The Spirit of British Columbia is set to be converted to to dual-fuel propulsion.
Image Credit: BC Ferries
British Columbia Ferry Services Inc. (BC Ferries) today announced that the Spirit of British Columbia has been removed from service to prepare for the completion of a mid-life upgrade, including a conversion to to dual-fuel propulsion.
As Ship & Bunker reported at the time, in 2016, BC Ferries announced that Remontowa Ship Repair Yard S.A. (Remontowa Shipbuilding) in Gdansk, Poland had been awarded a $140 million contract complete mid-life upgrades (MLUs) on the Canadian ferry operator's two Spirit-Class vessels, including the conversion of both ships to dual-fuel so they can operate on either LNG or ultra-low sulfur marine diesel.
The Spirit of British Columbia will be the first ship through the mid-life upgrade and conversion process, with the upgrade being completed from fall of 2017 through the spring of 2018.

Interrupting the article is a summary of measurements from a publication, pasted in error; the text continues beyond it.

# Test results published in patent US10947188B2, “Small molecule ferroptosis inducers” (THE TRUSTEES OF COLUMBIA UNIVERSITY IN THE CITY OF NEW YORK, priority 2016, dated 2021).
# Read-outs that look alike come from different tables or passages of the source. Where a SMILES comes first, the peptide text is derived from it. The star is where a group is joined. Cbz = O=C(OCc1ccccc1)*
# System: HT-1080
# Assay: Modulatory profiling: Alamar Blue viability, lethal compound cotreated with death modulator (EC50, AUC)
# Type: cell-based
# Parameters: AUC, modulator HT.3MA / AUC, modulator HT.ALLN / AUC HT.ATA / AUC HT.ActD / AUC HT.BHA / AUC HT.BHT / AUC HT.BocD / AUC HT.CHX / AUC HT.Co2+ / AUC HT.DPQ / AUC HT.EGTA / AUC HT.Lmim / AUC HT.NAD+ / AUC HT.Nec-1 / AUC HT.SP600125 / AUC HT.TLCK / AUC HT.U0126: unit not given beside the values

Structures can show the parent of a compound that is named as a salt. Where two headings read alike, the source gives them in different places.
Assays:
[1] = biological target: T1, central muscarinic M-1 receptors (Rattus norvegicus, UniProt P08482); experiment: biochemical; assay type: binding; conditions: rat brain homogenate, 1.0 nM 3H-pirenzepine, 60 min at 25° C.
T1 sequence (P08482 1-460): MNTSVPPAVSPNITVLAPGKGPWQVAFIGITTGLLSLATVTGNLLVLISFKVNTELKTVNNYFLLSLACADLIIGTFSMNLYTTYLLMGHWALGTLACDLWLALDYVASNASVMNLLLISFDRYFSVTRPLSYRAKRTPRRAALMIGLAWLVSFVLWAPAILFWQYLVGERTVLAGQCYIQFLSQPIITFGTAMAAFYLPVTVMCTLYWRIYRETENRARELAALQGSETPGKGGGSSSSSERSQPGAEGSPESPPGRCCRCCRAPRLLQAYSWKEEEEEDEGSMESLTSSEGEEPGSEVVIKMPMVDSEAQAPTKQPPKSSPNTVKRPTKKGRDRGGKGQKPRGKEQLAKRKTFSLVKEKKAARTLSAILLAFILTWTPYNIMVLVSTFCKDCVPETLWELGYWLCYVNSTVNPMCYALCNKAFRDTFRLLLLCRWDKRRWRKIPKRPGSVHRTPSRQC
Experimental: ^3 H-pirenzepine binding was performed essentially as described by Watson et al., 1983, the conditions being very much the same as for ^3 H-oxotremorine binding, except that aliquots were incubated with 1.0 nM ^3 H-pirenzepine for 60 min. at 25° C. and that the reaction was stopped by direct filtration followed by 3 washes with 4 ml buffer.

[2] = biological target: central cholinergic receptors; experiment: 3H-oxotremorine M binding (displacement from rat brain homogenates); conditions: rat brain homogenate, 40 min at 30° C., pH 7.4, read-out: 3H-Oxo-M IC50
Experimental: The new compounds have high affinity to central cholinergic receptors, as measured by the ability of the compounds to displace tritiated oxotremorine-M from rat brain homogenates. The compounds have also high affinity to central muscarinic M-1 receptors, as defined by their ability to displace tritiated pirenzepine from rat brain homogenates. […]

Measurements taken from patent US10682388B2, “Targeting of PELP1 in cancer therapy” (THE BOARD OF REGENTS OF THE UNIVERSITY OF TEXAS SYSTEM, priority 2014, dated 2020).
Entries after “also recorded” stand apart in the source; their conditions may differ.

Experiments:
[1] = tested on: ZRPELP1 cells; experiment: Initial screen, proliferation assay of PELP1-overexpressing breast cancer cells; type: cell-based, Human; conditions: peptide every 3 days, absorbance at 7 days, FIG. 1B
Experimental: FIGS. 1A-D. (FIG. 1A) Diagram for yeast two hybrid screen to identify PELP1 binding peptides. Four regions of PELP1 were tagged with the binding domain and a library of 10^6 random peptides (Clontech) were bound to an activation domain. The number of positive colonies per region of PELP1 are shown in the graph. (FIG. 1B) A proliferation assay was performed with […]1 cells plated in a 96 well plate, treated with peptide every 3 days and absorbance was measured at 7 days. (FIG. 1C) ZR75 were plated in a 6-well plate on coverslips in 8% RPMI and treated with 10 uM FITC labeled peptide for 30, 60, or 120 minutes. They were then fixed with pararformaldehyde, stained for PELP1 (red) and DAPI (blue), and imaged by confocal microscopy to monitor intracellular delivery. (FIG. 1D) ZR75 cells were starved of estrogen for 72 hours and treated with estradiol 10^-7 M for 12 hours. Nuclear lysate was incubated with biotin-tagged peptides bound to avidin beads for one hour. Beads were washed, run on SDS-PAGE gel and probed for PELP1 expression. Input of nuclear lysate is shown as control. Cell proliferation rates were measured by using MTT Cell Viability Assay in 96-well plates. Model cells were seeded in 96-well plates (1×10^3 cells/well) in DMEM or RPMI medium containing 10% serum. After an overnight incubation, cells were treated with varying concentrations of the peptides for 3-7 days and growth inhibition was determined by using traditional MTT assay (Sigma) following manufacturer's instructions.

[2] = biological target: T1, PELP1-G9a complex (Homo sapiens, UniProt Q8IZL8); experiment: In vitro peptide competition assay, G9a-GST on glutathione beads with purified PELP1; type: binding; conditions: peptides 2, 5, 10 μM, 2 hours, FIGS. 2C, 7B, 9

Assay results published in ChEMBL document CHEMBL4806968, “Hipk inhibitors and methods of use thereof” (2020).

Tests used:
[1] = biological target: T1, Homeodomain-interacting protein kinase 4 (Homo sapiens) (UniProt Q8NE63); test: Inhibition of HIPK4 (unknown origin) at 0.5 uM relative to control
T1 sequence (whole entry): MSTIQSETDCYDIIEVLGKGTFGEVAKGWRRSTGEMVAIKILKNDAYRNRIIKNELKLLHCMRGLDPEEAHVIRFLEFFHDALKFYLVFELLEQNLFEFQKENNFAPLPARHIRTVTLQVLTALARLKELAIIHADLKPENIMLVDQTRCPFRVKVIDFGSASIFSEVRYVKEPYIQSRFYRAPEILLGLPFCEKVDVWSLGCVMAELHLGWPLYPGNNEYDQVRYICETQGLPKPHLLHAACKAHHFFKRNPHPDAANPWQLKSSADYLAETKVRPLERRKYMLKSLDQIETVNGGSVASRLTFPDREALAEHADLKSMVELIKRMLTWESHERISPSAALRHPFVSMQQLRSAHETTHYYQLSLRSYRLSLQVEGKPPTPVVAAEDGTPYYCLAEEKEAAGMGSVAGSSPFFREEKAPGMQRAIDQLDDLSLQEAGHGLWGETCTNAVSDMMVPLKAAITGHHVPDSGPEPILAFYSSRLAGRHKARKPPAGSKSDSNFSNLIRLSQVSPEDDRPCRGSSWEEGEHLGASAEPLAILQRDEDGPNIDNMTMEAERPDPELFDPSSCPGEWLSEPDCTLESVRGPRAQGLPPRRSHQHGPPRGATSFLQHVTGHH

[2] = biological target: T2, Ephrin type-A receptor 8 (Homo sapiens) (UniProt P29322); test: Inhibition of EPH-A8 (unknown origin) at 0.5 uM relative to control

The Spirit of Vancouver Island will undergo the conversion process from the fall of 2018 through the spring of 2019.
"Last fiscal year, we spent approximately $100.2 million on diesel fuel of which the two Spirit Class vessels consumed approximately 15.5 percent," said Mark Wilson, BC Ferries' Vice President of Engineering, in a statement released today.
BC Ferries says it expects to reduce CO2 emissions by 12,000 tonnes annually
"Liquefied natural gas costs significantly less than marine diesel. The conversion of the two largest ships in the fleet along with the three new dual-fuel Salish Class vessels that all entered service this year will go a long way to help both our environmental footprint and with fare affordability for our customers."
By using LNG bunkers on the Spirit Class vessels, BC Ferries says it expects to reduce CO2 emissions by 12,000 tonnes annually.
In March, BC Ferries announced that it had taken delivery of Salish Eagle, the company's second of three newbuild dual-fuel ferries featuring LNG-propulsion.